You may use the Website as an unregistered user, however, you are required to register as a user if you wish to read the full text of the Content or to receive the Services.

You may not modify, publish, transmit, transfer or sell, reproduce, create derivative works from, distribute, perform, link, display, or in any way exploit any of the Content, in whole or in part, except as expressly permitted in these Terms or with the prior written consent of Mondaq. You may not use electronic or other means to extract details or information from the Content. Nor shall you extract information about users or Contributors in order to offer them any services or products.

In your use of the Website and/or Services you shall: comply with all applicable laws, regulations, directives and legislations which apply to your Use of the Website and/or Services in whatever country you are physically located including without limitation any and all consumer law, export control laws and regulations; provide to us true, correct and accurate information and promptly inform us in the event that any information that you have provided to us changes or becomes inaccurate; notify Mondaq immediately of any circumstances where you have reason to believe that any Intellectual Property Rights or any other rights of any third party may have been infringed; co-operate with reasonable security or other checks or requests for information made by Mondaq from time to time; and at all times be fully liable for the breach of any of these Terms by a third party using your login details to access the Website and/or Services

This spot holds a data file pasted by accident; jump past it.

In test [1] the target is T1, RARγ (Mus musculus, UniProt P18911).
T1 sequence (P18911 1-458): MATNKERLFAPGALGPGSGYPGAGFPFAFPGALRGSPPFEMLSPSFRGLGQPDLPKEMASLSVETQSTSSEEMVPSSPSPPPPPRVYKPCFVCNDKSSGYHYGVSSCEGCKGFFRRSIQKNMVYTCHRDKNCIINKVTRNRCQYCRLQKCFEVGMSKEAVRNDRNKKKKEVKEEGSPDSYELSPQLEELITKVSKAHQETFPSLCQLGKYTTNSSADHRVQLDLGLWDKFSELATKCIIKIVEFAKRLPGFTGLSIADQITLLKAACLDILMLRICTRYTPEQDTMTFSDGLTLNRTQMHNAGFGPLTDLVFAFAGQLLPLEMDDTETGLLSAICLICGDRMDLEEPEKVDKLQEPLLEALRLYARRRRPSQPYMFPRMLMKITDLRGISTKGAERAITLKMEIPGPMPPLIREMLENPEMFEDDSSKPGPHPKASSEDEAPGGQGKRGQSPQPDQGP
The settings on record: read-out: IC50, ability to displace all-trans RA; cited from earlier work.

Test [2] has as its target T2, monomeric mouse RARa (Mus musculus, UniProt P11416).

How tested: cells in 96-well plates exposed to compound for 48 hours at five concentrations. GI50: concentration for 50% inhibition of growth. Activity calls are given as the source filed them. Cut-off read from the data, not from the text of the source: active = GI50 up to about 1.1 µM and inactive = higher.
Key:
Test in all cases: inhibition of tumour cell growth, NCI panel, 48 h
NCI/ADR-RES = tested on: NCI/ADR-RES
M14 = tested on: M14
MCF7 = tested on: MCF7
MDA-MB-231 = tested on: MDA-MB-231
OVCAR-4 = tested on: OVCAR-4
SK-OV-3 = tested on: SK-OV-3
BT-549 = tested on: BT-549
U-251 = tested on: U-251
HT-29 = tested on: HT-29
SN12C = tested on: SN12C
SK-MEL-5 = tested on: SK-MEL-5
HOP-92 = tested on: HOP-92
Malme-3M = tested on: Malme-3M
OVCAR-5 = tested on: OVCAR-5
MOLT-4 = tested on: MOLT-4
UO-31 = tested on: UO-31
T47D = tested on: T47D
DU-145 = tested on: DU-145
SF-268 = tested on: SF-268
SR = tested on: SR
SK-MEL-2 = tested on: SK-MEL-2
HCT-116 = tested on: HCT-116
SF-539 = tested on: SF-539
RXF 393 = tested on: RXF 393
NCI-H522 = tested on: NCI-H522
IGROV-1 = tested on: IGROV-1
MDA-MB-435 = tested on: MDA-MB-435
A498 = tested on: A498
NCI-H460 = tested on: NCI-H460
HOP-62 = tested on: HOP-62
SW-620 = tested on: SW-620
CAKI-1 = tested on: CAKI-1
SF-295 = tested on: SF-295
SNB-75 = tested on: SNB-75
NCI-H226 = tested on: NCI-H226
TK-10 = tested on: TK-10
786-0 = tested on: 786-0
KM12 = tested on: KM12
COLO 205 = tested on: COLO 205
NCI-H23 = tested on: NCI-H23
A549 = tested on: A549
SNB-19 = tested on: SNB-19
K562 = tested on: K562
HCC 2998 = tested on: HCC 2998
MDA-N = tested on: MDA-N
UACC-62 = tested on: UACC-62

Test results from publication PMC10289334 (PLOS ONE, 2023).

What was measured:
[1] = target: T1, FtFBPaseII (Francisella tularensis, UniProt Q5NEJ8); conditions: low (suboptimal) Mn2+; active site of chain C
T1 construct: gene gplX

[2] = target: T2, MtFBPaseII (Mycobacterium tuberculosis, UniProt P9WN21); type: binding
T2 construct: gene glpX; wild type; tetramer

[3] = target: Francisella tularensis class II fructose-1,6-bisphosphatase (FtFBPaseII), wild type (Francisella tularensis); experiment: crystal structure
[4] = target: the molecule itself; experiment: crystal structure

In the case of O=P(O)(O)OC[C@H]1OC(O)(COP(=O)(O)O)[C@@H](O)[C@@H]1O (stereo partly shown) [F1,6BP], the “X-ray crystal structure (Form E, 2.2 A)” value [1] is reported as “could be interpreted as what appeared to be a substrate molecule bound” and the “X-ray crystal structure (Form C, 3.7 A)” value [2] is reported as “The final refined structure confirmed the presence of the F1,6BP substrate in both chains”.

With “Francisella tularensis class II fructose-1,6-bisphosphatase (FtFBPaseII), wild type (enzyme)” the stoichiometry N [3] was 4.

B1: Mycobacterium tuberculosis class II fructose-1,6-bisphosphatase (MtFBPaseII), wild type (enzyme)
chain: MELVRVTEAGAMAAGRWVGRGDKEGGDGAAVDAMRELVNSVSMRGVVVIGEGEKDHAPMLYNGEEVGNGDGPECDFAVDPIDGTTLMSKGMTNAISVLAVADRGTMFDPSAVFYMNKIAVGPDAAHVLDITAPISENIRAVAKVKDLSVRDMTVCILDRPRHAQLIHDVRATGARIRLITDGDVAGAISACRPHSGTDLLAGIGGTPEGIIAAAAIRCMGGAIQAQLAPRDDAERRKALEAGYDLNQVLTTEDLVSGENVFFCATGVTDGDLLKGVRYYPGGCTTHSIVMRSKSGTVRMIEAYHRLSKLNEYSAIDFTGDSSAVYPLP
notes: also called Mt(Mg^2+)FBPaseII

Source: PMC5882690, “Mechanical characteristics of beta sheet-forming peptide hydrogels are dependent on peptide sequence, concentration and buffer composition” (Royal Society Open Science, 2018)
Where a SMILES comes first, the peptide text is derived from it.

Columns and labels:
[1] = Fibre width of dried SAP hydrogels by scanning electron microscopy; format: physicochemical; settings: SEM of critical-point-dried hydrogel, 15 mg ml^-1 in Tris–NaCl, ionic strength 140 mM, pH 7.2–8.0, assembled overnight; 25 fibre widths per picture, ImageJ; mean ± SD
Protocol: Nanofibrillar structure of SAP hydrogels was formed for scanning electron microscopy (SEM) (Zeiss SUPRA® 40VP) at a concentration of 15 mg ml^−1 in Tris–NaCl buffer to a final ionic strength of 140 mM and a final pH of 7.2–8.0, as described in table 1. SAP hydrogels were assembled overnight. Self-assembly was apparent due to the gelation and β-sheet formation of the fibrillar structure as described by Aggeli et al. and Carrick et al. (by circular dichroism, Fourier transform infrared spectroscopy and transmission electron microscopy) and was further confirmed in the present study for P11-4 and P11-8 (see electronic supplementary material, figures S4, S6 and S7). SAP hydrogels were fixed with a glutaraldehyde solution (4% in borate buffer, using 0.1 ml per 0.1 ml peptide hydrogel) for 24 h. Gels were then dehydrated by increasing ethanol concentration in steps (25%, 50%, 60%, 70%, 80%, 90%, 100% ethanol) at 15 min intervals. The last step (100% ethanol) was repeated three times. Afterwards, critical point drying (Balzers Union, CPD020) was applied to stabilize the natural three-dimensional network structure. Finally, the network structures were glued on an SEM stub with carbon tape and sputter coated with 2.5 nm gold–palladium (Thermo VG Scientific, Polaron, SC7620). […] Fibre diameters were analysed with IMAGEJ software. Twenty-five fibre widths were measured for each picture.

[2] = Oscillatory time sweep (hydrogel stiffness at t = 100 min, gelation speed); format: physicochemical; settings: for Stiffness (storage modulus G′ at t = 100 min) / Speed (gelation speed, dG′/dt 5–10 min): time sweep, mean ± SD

however, you shall not: do anything likely to impair, interfere with or damage or cause harm or distress to any persons, or the network; do anything that will infringe any Intellectual Property Rights or other rights of Mondaq or any third party; or use the Website, Services and/or Content otherwise than in accordance with these Terms; use any trade marks or service marks of Mondaq or the Contributors, or do anything which may be seen to take unfair advantage of the reputation and goodwill of Mondaq or the Contributors, or the Website, Services and/or Content.

Mondaq reserves the right, in its sole discretion, to take any action that it deems necessary and appropriate in the event it considers that there is a breach or threatened breach of the Terms.

Mondaq’s Rights and Obligations

Unless otherwise expressly set out to the contrary, nothing in these Terms shall serve to transfer from Mondaq to you, any Intellectual Property Rights owned by and/or licensed to Mondaq and all rights, title and interest in and to such Intellectual Property Rights will remain exclusively with Mondaq and/or its licensors.

Mondaq shall use its reasonable endeavours to make the Website and Services available to you at all times, but we cannot guarantee an uninterrupted and fault free service.

Mondaq reserves the right to make changes to the services and/or the Website or part thereof, from time to time, and we may add, remove, modify and/or vary any elements of features and functionalities of the Website or the services.

Mondaq also reserves the right from time to time to monitor your Use of the Website and/or services.